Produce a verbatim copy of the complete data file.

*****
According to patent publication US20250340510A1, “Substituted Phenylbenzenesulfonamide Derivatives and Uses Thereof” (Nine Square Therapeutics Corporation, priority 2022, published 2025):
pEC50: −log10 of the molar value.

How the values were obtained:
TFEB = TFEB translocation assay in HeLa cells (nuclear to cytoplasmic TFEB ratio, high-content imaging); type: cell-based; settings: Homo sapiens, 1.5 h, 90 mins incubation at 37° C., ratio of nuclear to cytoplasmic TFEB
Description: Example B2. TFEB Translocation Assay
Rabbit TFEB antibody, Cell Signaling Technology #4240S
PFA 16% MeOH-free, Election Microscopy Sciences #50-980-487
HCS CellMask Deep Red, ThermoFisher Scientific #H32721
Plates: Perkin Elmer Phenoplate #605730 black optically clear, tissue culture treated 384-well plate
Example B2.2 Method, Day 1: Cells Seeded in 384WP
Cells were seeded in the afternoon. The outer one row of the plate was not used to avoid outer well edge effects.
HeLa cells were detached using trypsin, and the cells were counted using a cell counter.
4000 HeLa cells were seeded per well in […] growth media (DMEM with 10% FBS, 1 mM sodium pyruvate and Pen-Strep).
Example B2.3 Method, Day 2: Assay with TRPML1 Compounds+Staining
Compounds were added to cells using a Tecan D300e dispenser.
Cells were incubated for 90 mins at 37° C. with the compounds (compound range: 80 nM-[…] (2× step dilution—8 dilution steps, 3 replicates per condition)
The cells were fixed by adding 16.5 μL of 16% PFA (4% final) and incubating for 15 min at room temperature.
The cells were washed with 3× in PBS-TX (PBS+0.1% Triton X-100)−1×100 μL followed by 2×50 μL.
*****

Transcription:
According to patent publication US20250340510A1, “Substituted Phenylbenzenesulfonamide Derivatives and Uses Thereof” (Nine Square Therapeutics Corporation, priority 2022, published 2025):
pEC50: −log10 of the molar value.

How the values were obtained:
TFEB = TFEB translocation assay in HeLa cells (nuclear to cytoplasmic TFEB ratio, high-content imaging); type: cell-based; settings: Homo sapiens, 1.5 h, 90 mins incubation at 37° C., ratio of nuclear to cytoplasmic TFEB
Description: Example B2. TFEB Translocation Assay
Rabbit TFEB antibody, Cell Signaling Technology #4240S
PFA 16% MeOH-free, Election Microscopy Sciences #50-980-487
HCS CellMask Deep Red, ThermoFisher Scientific #H32721
Plates: Perkin Elmer Phenoplate #605730 black optically clear, tissue culture treated 384-well plate
Example B2.2 Method, Day 1: Cells Seeded in 384WP
Cells were seeded in the afternoon. The outer one row of the plate was not used to avoid outer well edge effects.
HeLa cells were detached using trypsin, and the cells were counted using a cell counter.
4000 HeLa cells were seeded per well in […] growth media (DMEM with 10% FBS, 1 mM sodium pyruvate and Pen-Strep).
Example B2.3 Method, Day 2: Assay with TRPML1 Compounds+Staining
Compounds were added to cells using a Tecan D300e dispenser.
Cells were incubated for 90 mins at 37° C. with the compounds (compound range: 80 nM-[…] (2× step dilution—8 dilution steps, 3 replicates per condition)
The cells were fixed by adding 16.5 μL of 16% PFA (4% final) and incubating for 15 min at room temperature.
The cells were washed with 3× in PBS-TX (PBS+0.1% Triton X-100)−1×100 μL followed by 2×50 μL.